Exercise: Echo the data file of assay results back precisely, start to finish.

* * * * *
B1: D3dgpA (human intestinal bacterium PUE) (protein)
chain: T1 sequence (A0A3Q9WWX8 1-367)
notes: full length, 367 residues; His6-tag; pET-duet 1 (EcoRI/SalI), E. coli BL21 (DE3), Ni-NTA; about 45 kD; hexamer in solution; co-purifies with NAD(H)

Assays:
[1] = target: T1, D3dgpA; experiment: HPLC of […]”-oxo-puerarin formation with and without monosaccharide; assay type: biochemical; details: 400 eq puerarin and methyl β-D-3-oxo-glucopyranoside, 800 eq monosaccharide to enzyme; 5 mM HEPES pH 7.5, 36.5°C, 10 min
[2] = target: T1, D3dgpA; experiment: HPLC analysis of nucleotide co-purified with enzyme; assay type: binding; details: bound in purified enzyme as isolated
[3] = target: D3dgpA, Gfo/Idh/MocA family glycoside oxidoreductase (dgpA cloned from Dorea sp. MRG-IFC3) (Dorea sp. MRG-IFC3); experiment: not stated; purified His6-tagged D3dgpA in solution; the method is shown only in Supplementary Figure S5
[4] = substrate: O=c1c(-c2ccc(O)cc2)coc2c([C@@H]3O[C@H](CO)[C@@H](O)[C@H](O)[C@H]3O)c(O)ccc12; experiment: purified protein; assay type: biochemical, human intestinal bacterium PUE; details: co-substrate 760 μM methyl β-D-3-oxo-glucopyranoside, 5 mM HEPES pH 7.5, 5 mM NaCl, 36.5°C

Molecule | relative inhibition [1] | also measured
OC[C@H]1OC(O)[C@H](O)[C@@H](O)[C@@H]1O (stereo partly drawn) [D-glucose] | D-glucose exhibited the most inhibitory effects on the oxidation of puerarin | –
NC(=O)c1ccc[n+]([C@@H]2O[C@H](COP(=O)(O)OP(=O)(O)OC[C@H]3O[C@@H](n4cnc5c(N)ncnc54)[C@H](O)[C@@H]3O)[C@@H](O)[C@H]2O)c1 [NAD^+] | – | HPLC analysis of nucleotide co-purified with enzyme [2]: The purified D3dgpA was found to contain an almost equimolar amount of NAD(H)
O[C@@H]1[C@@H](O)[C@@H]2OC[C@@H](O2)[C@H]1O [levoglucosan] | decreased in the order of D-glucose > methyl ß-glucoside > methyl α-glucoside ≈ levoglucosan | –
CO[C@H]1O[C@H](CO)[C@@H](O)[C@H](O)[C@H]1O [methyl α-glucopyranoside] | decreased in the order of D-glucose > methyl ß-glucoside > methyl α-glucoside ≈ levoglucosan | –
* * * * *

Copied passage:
B1: D3dgpA (human intestinal bacterium PUE) (protein)
chain: T1 sequence (A0A3Q9WWX8 1-367)
notes: full length, 367 residues; His6-tag; pET-duet 1 (EcoRI/SalI), E. coli BL21 (DE3), Ni-NTA; about 45 kD; hexamer in solution; co-purifies with NAD(H)

Assays:
[1] = target: T1, D3dgpA; experiment: HPLC of […]”-oxo-puerarin formation with and without monosaccharide; assay type: biochemical; details: 400 eq puerarin and methyl β-D-3-oxo-glucopyranoside, 800 eq monosaccharide to enzyme; 5 mM HEPES pH 7.5, 36.5°C, 10 min
[2] = target: T1, D3dgpA; experiment: HPLC analysis of nucleotide co-purified with enzyme; assay type: binding; details: bound in purified enzyme as isolated
[3] = target: D3dgpA, Gfo/Idh/MocA family glycoside oxidoreductase (dgpA cloned from Dorea sp. MRG-IFC3) (Dorea sp. MRG-IFC3); experiment: not stated; purified His6-tagged D3dgpA in solution; the method is shown only in Supplementary Figure S5
[4] = substrate: O=c1c(-c2ccc(O)cc2)coc2c([C@@H]3O[C@H](CO)[C@@H](O)[C@H](O)[C@H]3O)c(O)ccc12; experiment: purified protein; assay type: biochemical, human intestinal bacterium PUE; details: co-substrate 760 μM methyl β-D-3-oxo-glucopyranoside, 5 mM HEPES pH 7.5, 5 mM NaCl, 36.5°C

Molecule | relative inhibition [1] | also measured
OC[C@H]1OC(O)[C@H](O)[C@@H](O)[C@@H]1O (stereo partly drawn) [D-glucose] | D-glucose exhibited the most inhibitory effects on the oxidation of puerarin | –
NC(=O)c1ccc[n+]([C@@H]2O[C@H](COP(=O)(O)OP(=O)(O)OC[C@H]3O[C@@H](n4cnc5c(N)ncnc54)[C@H](O)[C@@H]3O)[C@@H](O)[C@H]2O)c1 [NAD^+] | – | HPLC analysis of nucleotide co-purified with enzyme [2]: The purified D3dgpA was found to contain an almost equimolar amount of NAD(H)
O[C@@H]1[C@@H](O)[C@@H]2OC[C@@H](O2)[C@H]1O [levoglucosan] | decreased in the order of D-glucose > methyl ß-glucoside > methyl α-glucoside ≈ levoglucosan | –
CO[C@H]1O[C@H](CO)[C@@H](O)[C@H](O)[C@H]1O [methyl α-glucopyranoside] | decreased in the order of D-glucose > methyl ß-glucoside > methyl α-glucoside ≈ levoglucosan | –